How to make an installer

How to make an installer with NSIS

Code updated to work on Windows 10 properly.


Many people may have a finished product but lacking an installer for the product. There are lots of installer creating software, but some of them are very expensive. NSIS is a free installer scripting system from Nullsoft. I use it in my products. In this blog I present my example script that gets beginners started.

At first NSIS may seem complicated, but fortunately it has many macros, that make creating an installer an easy task. The picture below shows one page of the built example script presented at the end of this blog post.


Now, let’s get on with NSIS.

An NSIS installer has one ore more pages. The pages are created with macros in the script (in our example).

Furthermore, every script is build up with sections. Each section except the uninstaller section is shown in the ”Choose Components” page as shown in the picture above.

In our example script we are using the modern user interface, MUI in short. First there’s defined some constants, that make life easier later in the script and make the script easily re-usable. The example script installs for all users. The line

SetShellVarContext all

means all the users. And in the registry key registration HKLM is related to all users.

Enough, let’s see the commented example script (name it as myscript.nsi or something):

Other environment variables that often are needed, when creating an installer are $APPDATA and $DOCUMENTS for the %AppData% folder and Documents folder respectively.


Skeleton for an Android app

Android as a platform is very hot nowadays. Many people want to develop software for it and the base of end users is growing all the time. Probably because Android based devices are everywhere, they exist in form of smart phones, tablets and TVs.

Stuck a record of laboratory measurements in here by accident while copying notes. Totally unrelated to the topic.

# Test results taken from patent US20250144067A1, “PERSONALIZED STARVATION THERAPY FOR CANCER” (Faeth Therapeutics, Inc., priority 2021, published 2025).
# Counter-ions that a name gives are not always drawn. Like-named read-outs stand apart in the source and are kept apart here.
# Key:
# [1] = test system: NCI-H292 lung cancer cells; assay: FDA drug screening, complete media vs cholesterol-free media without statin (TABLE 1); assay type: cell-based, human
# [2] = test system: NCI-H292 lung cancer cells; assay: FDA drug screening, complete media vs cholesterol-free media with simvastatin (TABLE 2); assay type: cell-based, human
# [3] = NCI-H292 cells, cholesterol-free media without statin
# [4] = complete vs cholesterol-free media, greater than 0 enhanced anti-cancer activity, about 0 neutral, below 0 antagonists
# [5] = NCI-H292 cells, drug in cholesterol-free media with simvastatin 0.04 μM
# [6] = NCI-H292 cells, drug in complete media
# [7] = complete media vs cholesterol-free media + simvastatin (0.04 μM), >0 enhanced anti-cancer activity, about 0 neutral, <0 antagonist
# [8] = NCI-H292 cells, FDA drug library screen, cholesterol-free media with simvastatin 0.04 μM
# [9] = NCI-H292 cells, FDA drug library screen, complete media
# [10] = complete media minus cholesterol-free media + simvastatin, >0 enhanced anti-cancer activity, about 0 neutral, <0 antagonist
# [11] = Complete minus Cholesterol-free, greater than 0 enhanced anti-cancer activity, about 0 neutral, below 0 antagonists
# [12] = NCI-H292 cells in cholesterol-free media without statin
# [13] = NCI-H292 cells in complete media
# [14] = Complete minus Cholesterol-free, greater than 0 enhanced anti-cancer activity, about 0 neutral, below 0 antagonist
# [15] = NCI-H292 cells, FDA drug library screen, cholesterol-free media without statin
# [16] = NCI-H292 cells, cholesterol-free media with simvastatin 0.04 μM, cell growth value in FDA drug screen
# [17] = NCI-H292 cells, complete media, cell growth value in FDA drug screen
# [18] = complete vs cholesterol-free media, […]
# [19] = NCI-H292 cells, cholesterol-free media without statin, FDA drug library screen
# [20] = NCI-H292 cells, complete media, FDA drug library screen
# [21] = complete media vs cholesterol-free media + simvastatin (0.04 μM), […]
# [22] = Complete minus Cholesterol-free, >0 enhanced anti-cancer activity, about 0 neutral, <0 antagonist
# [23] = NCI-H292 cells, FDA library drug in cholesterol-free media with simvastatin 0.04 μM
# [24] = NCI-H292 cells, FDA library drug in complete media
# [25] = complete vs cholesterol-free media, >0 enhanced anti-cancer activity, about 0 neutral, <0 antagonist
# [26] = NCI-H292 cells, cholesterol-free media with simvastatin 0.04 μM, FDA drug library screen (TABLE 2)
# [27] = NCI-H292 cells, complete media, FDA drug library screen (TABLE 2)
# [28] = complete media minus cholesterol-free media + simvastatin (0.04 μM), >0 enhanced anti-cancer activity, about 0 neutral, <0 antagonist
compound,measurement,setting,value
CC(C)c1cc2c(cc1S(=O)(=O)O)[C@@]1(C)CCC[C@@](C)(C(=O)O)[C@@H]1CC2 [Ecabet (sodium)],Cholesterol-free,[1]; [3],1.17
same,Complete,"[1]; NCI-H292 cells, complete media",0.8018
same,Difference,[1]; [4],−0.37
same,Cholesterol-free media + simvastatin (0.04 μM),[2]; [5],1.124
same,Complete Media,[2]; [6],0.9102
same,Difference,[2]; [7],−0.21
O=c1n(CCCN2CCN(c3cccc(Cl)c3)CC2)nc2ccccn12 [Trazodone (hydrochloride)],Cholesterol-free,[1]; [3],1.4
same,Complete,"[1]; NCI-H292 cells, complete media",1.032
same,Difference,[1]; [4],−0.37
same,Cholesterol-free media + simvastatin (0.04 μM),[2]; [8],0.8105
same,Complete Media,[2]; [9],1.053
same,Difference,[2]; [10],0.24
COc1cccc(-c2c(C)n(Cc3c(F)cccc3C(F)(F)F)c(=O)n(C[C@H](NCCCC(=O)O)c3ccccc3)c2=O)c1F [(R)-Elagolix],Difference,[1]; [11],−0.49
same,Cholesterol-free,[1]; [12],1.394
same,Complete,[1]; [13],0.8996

One basic rule for an Android app is that it’s graphics shouldn’t be fixed sized, the graphics should be scaled into target Android devices resolution. In this short blog I present my skeleton Android program that scales it’s graphics into target android devices maximum resolution and as a convenience has an exit button. Application’s own exit button is one feature that I miss in many Android applications.

The code is written in Monkey X Pro, which is a great multiplatform programming language from Blitz Research Ltd.

To the code…

The program draws fullscreen yellow background, an exit button and a ball that moves around the screen.


Compiled to desktop

The scaling is made by pushing current drawing matrix to internal matrix stack and then scaling it by the screen ratio.

With free Monkey X you can compile to desktop and HTML5 and it comes with MinGW that is also needed in Monkey X Pro.

How to retrieve the %AppData% folder

AppData folder is used to store data like hiscores, config, etc. of a game (or app). The AppData folder is a special folder that’s location is related to Windows version one is using. This is why AppData folder must be retrieved with the aid of the system.

In Blitz3D retrieving the AppData folder is as simple as this:

AppDataFolder$ = GetEnv$(”AppData”)

In BlitzMax retrieving the AppData folder isn’t this straight forward. The easiest way to get the location of this special folder is to use external module, BAH.Volumes. Once this module is installed for BlitzMax and imported in the beginning of the code, retrieving the AppData folder is as easy as this:

AppDataFolder = GetUserAppDir()

Above is assumed that the variable AppDataFolder is defined as String.

In order to install external modules to BlitzMax, MinGW must be installed and configured for BlitzMax. The BlitzMax product page has a link to forum topic that explains how to set up MinGW for BlitzMax.

Link: BAH.Volumes (from Google Code)


With good old ANSI C the %AppData% folder can be retrieved as follows: